If you feel a connection to fine art, hopefully you've been fortunate enough to stand in the presence of a piece that's made that connection physically palpable.

If you feel a connection to fine art, hopefully you've been fortunate enough to stand in the presence of a piece that's made that connection physically palpable.

It could've been something you've known and loved remotely in poster form or an unfamiliar work that surprised on first look, but either way, its effect moved past your eyes to your chest, creating a sensation like having your wind knocked out.

In Luc Tuymans, the first major U.S. exhibition of the Belgian painter's work on view, numerous works hold this potential but the reasons why aren't usually clear at introduction. Visually, their first strike is a defiant difference from what's expected in a show of representational paintings.

Even as you spend time with Tuymans' art, its effect is hard to verbalize - an appropriate response for a painter whose work often fixes on the instances where words and images become inadequate, who combines familiar objects and historic events with an unfamiliar and challenging approach to the codified ways of his medium.

"I still recall my own first encounter with Luc Tuymans' work, at perhaps his earliest New York gallery show, some 15 years ago," Wexner Center executive director Sherri Geldin told reporters at the show's media preview.

"There was something perversely powerful about these enigmatic paintings. Hovering in a newly mined place between abstraction and representation, between stark and seductive, between object and apparition - they were utterly unique."

Since her first encounter with Tuymans' work, Geldin's wanted to bring it to Columbus, and she found the right accomplice for her mission in former exhibitions curator Helen Molesworth.

Working with the San Francisco Museum of Modern Art and its former curator, Madeleine Grynsztejn, the Wex has amassed more than 70 pieces created over three decades for an exhibition that will eventually travel to San Francisco, Dallas, Chicago and Brussels.

The works share a remarkably drab, vaguely bleached color palette, in which black seems present in every hue but never comes into its own. Strongly controlled brushstrokes are applied on the horizontal, flattening perspective.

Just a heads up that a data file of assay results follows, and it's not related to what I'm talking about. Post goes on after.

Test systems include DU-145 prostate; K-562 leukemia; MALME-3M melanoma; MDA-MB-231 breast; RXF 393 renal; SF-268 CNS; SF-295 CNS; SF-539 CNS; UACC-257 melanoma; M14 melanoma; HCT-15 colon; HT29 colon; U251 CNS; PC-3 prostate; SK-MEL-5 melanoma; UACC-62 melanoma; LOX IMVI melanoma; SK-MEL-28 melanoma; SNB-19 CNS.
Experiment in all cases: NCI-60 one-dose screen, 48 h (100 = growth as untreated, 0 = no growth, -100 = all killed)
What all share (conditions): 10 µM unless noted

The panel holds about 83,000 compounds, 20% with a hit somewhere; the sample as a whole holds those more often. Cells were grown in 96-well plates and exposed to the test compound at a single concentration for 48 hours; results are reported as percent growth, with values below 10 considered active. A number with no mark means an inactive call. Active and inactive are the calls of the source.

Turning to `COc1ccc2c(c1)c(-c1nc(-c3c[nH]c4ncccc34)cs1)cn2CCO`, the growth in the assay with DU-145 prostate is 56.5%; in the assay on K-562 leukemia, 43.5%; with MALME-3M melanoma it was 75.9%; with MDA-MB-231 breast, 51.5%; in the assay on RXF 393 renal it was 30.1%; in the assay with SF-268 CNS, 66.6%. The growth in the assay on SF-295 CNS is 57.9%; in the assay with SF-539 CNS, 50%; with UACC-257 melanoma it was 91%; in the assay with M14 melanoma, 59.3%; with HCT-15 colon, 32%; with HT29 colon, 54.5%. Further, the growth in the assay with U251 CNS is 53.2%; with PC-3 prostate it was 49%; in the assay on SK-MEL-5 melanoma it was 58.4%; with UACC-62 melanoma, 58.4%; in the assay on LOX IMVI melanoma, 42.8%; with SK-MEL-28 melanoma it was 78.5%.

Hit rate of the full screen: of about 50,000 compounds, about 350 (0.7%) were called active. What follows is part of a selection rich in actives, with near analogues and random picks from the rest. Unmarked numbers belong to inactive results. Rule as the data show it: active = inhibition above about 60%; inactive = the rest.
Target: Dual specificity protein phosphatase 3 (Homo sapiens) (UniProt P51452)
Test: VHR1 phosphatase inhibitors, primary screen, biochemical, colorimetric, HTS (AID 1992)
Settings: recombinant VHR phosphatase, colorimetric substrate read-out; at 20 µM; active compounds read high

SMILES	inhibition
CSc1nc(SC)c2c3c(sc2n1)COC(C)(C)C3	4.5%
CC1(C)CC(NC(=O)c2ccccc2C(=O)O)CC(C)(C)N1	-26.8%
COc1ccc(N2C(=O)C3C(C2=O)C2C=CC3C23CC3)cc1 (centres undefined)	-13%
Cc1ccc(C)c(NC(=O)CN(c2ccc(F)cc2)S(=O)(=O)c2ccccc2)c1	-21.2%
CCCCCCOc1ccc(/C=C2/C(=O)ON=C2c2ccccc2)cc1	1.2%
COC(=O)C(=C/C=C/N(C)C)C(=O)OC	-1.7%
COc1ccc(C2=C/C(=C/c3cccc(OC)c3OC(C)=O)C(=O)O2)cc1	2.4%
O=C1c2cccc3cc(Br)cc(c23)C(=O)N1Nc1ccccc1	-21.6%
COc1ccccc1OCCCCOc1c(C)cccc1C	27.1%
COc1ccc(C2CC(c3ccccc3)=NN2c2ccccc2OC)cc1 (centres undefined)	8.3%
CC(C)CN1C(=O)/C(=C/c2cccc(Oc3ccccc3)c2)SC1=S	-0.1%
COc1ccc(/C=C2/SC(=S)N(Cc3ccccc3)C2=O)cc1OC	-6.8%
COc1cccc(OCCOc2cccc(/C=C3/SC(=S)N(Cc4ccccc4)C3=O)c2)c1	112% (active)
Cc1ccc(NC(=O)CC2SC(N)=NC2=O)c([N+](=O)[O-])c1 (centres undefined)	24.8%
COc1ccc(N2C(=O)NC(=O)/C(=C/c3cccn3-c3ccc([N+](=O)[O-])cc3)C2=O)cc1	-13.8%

It's further muddled by context-free framing of objects - "Wrapping Paper" appears as institutional wall covering, while "Buttonhole" becomes a gaping, frightening maw. Yet Tuymans also incorporates tactics familiar from cinema, in series that hint at stories through establishing shots and close-ups.

His aesthetic creates a distance and sense of distrust with what you're seeing, but Tuymans' depictions of historical traumas, and the titles he assigns to these, stir something deep within the viewer.

For an example, there's "Gas Chamber," one of a number of works centered on the Holocaust. Without the title, it's a spare canvas of dark, random daubs suggesting some sort of large room; with the title, the mind can easily conjure enough horrors to fill the canvas.

In the case of the series "Der Arkitekt," Tuymans avoids the futility of trying to represent evil visually by creating portraits of Final Solution architects Heinrich Himmler and Albert Speer but not attempting to recreate their faces.

The painter hits closer to home with "Proper," a series inspired by the U.S. post-9/11, in which the American ways of ballroom dancing, setting fancy places for dinner and blowing things up are rendered like ghost images, about to dematerialize altogether.

The sources for these images are still fresh enough to instill some kind of reaction in most of us, and with Tuymans' distancing effect, it may come with a wish to know more, both about the works and the Belgian's personal perspective on his subjects and his medium.

The first comes from close, unhurried examination. As Geldin said, "This show takes enormous commitments of time." As for the second, Tuymans will return to the Wexner Center on Tuesday, Nov. 10, for a public conversation with UCLA scholar T.J. Clark.